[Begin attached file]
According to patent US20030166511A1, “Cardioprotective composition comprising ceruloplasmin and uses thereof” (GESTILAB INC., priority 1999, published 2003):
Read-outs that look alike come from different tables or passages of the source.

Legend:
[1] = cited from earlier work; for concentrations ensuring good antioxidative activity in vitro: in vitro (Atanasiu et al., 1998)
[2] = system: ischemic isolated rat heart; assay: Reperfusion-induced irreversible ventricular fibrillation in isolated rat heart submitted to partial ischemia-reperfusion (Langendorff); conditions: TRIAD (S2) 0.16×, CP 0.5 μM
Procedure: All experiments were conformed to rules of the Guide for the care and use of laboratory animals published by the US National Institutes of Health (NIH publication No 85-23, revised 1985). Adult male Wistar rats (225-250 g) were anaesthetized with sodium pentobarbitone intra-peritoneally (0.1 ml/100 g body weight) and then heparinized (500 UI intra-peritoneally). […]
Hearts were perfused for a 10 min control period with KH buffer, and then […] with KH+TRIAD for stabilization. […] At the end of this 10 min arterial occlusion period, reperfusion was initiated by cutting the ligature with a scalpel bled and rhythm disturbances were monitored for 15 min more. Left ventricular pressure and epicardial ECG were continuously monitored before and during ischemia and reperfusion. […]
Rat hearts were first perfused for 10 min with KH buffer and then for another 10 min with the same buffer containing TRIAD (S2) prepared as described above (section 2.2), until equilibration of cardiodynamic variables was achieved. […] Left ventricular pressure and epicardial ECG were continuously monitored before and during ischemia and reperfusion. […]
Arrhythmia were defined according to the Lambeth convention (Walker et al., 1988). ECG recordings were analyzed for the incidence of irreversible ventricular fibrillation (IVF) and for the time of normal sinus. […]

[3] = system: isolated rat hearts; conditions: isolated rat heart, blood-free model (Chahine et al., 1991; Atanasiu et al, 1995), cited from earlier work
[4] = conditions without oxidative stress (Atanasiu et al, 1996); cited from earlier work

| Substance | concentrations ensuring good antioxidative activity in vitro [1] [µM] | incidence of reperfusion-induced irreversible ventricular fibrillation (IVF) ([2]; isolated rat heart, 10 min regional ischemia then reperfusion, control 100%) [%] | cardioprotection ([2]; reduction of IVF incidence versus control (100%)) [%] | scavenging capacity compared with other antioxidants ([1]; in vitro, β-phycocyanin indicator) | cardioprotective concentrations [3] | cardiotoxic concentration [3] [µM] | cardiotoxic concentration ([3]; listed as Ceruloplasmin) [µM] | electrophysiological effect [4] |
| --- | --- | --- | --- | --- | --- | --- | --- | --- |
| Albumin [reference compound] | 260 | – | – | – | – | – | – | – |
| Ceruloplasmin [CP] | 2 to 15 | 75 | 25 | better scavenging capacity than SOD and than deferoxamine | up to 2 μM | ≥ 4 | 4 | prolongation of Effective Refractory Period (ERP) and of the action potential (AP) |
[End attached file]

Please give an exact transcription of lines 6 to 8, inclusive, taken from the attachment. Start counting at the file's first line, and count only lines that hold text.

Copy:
Procedure: All experiments were conformed to rules of the Guide for the care and use of laboratory animals published by the US National Institutes of Health (NIH publication No 85-23, revised 1985). Adult male Wistar rats (225-250 g) were anaesthetized with sodium pentobarbitone intra-peritoneally (0.1 ml/100 g body weight) and then heparinized (500 UI intra-peritoneally). […]
Hearts were perfused for a 10 min control period with KH buffer, and then […] with KH+TRIAD for stabilization. […] At the end of this 10 min arterial occlusion period, reperfusion was initiated by cutting the ligature with a scalpel bled and rhythm disturbances were monitored for 15 min more. Left ventricular pressure and epicardial ECG were continuously monitored before and during ischemia and reperfusion. […]
Rat hearts were first perfused for 10 min with KH buffer and then for another 10 min with the same buffer containing TRIAD (S2) prepared as described above (section 2.2), until equilibration of cardiodynamic variables was achieved. […] Left ventricular pressure and epicardial ECG were continuously monitored before and during ischemia and reperfusion. […]